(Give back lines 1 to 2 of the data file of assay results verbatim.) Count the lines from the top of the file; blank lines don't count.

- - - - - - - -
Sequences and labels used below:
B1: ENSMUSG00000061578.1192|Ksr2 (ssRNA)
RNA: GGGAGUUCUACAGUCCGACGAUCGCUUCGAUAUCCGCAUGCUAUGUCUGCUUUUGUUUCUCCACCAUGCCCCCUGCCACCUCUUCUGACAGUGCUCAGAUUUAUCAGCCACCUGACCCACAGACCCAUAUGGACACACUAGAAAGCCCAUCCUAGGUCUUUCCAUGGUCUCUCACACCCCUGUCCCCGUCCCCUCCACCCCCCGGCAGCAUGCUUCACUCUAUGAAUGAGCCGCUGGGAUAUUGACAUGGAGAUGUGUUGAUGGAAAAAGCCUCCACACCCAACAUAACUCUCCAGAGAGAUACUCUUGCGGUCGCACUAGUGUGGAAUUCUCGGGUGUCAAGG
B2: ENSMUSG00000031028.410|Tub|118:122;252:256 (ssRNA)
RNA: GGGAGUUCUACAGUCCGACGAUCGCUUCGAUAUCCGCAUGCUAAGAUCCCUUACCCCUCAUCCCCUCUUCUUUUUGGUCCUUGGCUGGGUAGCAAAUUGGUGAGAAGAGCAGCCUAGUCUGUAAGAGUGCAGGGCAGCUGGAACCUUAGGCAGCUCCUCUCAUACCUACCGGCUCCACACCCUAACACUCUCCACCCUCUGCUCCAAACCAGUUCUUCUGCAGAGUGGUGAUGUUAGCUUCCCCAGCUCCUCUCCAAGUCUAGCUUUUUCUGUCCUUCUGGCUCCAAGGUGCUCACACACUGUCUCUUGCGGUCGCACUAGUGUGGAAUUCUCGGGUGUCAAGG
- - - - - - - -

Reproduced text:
Sequences and labels used below:
B1: ENSMUSG00000061578.1192|Ksr2 (ssRNA)